Different disciplines use different formatting styles, which can be confusing. Education and the social sciences typically use APA (American Psychological Association) Style. Currently, the publication manual is in its 6th Edition. This is important to note, since each edition brings revisions and small but important changes to the guidelines.

APA style was developed in 1929, when a group of business managers, psychologists, and anthropologists got together and decided to put together a cohesive set of style rules for scientific writing that would help simplify it to make documents easier to read and reduce any bias in language. (For a more in-depth history, see our blog on it here). An agreed-upon set of guidelines ensures that documents in the discipline are uniform and consistent, allowing readers to quickly identify important points in documents. Following a style also takes the guesswork out of stylistic issues with punctuation, pagination, headings, and form. This is especially important with complex material and things like tables, figures, and statistics. An agreed-upon style can help prevent misunderstandings and incorrect communication of findings.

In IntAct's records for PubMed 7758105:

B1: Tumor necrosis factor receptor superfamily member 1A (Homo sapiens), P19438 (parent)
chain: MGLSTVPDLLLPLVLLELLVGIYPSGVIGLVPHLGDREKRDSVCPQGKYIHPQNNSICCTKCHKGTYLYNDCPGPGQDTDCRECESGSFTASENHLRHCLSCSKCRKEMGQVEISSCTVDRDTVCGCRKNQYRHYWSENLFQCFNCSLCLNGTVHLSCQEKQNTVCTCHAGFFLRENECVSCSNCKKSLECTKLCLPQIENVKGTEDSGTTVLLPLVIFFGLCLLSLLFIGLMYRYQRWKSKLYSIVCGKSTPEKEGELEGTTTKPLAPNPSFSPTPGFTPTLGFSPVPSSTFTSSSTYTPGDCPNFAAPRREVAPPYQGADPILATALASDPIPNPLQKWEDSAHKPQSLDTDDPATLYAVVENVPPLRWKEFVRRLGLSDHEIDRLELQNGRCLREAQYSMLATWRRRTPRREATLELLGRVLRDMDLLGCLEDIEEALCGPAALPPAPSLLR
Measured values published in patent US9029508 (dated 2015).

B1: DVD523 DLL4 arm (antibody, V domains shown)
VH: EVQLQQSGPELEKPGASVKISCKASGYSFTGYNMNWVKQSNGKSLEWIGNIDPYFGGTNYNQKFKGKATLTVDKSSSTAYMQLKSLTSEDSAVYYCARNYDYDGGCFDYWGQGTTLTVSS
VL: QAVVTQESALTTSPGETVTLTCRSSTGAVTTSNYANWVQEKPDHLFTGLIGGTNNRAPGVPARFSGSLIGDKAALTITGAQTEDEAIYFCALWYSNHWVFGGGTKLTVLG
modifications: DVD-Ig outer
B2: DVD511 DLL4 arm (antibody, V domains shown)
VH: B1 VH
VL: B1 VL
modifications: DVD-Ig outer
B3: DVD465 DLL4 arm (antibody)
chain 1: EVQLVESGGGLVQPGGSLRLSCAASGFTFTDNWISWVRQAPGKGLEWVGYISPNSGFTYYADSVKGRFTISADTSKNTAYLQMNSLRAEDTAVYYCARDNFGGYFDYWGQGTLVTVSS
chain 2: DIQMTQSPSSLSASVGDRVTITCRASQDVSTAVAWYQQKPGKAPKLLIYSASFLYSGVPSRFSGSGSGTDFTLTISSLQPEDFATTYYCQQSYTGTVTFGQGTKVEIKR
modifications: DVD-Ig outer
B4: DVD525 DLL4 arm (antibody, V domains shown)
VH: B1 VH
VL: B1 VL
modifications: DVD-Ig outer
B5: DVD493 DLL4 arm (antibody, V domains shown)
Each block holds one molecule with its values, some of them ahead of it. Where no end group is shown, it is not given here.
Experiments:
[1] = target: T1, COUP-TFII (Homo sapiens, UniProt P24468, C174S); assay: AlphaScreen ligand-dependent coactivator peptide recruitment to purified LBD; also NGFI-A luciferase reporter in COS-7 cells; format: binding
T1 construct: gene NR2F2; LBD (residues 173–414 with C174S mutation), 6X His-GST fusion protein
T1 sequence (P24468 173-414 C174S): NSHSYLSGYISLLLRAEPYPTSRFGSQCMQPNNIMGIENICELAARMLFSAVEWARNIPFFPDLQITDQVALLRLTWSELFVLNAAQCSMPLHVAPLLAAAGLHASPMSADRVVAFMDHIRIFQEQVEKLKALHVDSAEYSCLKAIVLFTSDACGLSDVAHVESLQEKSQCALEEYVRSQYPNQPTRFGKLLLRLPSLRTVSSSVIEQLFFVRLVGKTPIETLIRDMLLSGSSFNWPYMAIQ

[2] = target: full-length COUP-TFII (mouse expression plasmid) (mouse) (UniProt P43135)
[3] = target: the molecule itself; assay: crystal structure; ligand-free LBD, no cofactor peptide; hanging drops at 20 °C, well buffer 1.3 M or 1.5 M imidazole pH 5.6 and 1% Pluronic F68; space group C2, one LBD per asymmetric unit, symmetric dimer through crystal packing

APA style does NOT address rules and style guidelines of writing itself, like Strunk & White do in their book The Elements of Style. APA is concerned with clear communication of scientific writing, and APA guidelines and editorial guidelines may overlap or complement each other (for instance, brevity of writing).

If you’re interested in learning more about APA style, check out the APA Style blog, complete with tips and FAQs.

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